My First Sub-4
For me, all that training paid off on a cool evening August 10, 1966 when I became the 19th American and first Texan to run a sub-4 minute Mile.
By Ricardo Romo
Fifty-three years ago, I became the first Texan to run a Mile under 4 minutes. What I didn’t know at the time was that only 18 Americans had ever accomplished that feat. I have been asked many times about writing about that achievement and up to now, I had not given it much thought. Then I realized that I spent thousands of hours training to excel in an event that took me less than 4 minutes to complete. Was it worth such an expenditure of time and effort? And would I recommend others to try it? Yes, and here is my story.
In 1960, at age 16, (when everyone called me Richard), I finished 5th in the state track competition with a 4:30 Mile time, a respectable time for a 10th grader. By my senior year in high school I had improved my time significantly with a 4:10 Mile, one of the fastest ever by a U.S. high school runner.
Three state championships earned me a track scholarship at the University of Texas, Austin. UT Austin had great academic programs and one of the finest track programs in the nation. I started college with three goals: To run a sub-4 minute Mile, to graduate from the University of Texas and to earn All-American honors in Track & Field.
At Texas I was fortunate to have Pat Clohessy, a former runner at the University of Houston and U.S. champion in the 5000 meters. Clohessy came to UT to earn his Masters degree and was offered a graduate assistant position in the track program. He served as my distance coach and mentor. Clohessy trained with us daily throughout my freshman and sophomore year and his mentoring paid off. In the summer of 1963 I improved my Mile time to 4:05 in a track meet in Wales, British Isles. I came in second but defeated two of England’s top Olympic runners. It was the fastest Mile time for a collegiate freshman in the United States. I was on my way.
A serious track injury in an indoor track meet in Fort Worth in February 1965 nearly ruined my track ambitions. As I started the 1000 yard run, I felt a sharp pain in my left ankle. We were running indoors on a dirt track and thus everyone used regular long spikes. A spike from the runner behind me caught my ankle and served my tendon. I felt the pain, but since I was in the lead, I decided to finish the race.
I crossed the finish line in first place, but I left blood dripping from the back of my shirt. It was a serious injury and it required three months to cure the infection in my leg related to the dirt field. My surgery went well and after four months I resumed my training--albeit quite slowly. I was uncertain if the injury would hamper my full development as a primer runner. By December I was back in top shape. I had lost the 1965 track season, but felt lucky to be competing again.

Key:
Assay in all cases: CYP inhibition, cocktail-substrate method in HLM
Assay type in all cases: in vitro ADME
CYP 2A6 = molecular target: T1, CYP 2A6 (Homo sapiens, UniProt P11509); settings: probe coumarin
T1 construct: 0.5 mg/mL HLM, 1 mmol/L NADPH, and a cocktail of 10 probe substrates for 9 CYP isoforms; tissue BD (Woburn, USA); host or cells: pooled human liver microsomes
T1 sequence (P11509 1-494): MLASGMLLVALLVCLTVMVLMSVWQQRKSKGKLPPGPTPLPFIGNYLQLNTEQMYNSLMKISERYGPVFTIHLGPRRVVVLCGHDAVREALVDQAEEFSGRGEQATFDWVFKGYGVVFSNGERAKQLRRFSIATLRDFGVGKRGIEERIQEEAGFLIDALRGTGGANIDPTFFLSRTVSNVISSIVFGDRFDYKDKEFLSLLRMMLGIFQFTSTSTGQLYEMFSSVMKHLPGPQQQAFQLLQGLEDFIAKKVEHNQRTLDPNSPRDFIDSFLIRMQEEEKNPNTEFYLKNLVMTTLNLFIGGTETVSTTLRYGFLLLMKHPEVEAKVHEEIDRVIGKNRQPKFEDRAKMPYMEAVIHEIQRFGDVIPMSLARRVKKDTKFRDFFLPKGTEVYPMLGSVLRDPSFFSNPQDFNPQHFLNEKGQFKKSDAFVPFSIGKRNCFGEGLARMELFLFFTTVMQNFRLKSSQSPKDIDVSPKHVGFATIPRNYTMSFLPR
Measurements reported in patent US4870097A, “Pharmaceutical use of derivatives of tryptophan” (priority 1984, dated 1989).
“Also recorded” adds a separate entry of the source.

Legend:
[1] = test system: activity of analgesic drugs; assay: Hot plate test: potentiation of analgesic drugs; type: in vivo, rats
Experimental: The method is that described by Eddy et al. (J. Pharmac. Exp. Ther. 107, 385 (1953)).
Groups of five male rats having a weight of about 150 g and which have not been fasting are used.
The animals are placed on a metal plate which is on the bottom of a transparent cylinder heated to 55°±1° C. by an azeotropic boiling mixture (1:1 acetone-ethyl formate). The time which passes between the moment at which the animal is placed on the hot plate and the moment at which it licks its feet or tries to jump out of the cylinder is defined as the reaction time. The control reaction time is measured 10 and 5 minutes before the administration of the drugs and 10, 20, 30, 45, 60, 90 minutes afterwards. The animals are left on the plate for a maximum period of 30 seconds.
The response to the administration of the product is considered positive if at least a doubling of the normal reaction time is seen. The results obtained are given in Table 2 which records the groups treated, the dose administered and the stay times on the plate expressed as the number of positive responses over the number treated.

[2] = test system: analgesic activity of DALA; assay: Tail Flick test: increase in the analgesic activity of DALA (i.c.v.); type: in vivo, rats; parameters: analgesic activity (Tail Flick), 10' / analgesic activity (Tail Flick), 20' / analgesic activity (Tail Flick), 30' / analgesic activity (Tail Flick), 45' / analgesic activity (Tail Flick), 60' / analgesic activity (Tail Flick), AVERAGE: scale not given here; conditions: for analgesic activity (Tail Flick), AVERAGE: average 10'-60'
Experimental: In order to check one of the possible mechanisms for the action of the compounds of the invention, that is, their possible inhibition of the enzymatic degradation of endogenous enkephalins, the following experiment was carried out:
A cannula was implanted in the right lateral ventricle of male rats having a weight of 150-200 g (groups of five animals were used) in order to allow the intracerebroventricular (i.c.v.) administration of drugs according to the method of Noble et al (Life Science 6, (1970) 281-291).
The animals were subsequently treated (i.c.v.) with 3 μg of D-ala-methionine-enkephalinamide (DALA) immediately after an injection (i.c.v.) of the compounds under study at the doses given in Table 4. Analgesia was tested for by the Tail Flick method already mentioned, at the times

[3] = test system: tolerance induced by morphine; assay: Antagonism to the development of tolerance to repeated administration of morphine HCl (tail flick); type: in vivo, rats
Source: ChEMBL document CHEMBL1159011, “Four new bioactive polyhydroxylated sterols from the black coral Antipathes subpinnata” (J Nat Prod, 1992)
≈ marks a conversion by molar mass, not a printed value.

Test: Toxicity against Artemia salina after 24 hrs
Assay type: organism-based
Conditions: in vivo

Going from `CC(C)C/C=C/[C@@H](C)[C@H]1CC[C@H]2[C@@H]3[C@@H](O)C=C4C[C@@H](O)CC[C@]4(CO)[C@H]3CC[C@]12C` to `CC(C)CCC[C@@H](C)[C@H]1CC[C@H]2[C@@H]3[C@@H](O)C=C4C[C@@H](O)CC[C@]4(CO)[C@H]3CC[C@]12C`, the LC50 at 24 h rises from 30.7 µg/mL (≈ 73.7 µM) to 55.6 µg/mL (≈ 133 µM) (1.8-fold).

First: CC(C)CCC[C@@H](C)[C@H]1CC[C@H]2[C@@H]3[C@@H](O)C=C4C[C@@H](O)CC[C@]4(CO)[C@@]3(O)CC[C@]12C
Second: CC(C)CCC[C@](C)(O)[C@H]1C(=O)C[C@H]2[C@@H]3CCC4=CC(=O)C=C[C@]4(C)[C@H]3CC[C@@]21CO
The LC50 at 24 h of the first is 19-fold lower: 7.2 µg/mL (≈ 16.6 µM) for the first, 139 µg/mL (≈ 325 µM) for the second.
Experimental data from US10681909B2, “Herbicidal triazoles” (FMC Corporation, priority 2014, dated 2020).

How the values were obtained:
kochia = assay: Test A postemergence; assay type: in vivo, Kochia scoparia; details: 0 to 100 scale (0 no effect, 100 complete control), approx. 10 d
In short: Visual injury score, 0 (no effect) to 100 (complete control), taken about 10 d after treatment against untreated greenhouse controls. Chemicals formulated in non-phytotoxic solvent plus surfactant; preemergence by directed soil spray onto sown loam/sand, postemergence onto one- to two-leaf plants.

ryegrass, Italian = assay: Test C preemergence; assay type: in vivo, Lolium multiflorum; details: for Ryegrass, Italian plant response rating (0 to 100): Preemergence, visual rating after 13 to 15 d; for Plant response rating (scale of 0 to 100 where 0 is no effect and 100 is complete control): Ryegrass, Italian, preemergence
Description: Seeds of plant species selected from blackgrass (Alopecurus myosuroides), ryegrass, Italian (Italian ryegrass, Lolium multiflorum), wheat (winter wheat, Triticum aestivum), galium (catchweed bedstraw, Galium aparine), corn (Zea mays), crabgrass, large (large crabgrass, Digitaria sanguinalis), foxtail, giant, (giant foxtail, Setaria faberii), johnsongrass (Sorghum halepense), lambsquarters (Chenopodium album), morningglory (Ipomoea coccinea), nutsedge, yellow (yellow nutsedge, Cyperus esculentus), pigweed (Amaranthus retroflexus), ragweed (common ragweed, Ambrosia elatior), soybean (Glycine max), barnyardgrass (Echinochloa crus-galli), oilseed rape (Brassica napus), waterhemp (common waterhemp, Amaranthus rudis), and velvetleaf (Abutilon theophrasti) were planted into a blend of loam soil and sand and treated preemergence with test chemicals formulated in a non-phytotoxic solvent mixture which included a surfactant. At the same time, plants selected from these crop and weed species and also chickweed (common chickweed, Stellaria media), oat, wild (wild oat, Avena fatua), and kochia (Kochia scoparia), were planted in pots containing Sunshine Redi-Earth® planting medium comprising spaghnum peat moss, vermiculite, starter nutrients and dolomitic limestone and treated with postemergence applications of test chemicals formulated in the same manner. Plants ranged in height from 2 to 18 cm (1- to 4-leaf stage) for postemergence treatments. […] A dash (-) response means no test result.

My preparation for a sub-4 minute Mile required superb conditioning and being at the right track meet at the right time. I was living in Texas, but in the 1960s our state shut down most of its competitive track meets over the summer. Everyone agreed that California offered the best opportunity for competitive meets on a weekly basis and possibilities for fast times.
In the summer of 1966, I spent the summer in California with the expressed goal of running a sub-4 Mile. Two friends made the transition to running in California possible for me. First, Gene Comroe, a UCLA trackman who hailed from Dallas and competed in the same Texas state and regional high school meets with me, assisted by providing a spare bedroom for me over that summer. Comroe was a member of the Southern California Striders, a track club that included the UCLA middle distance star Bob Day, a sub-4 minute Miler as well as a world class runner at 800 meters.
Comroe and Day introduced me to Atis “Pete” Peterson, the Striders’ distance coach. Peterson’s famous motto was “Run for Fun,” and many of our workouts over the summer of 1966 were exactly that. Peterson trained Day and Ted Nelson, a former Canadian middle distance star and the American indoor record holder for 1000 yards. Not long after meeting Nelson, he and I both decided that we would add extra speed training to our practice to prepare us for a sub-4 minute Mile.
Two events prepared me personally for my sub-4 attempt in 1966. While it has been more than 50 years ago, I remember the events quite clearly. In June of 1966 I competed in the Santa Monica Invitational meet which featured Cary Weisiger, a former Duke star Miler with a best time of 3:56.6. I ran well that day and beat Weisiger by more than ten yards. I knew then that my training was paying off.
On July 17, 1966 I had my second opportunity to assess my readiness for a sub-4 minute Mile. I had been invited to the Berkeley Invitational where I learned that Jim Ryun would attempt to break the world record of 3:53.6 set by Frenchman Michel Jazy in 1965. I had competed against Ryun numerous times, defeating him once in May 1964. Two months later, he improved his time and finished third in the U.S. Olympic Trials, which earned him a trip to the Olympics in Tokyo.
Continue reading at: texaslsn.org
U.S. first sub-4 list HERE.
Ricardo Romo (left), after his first sub-4 minute Mile (3:58.8) with Southern California Striders coach Pete Peterson and runner-up Ted Nelson (3:59.4, also his first sub-4), and for both Americans, their only sub-4 Mile.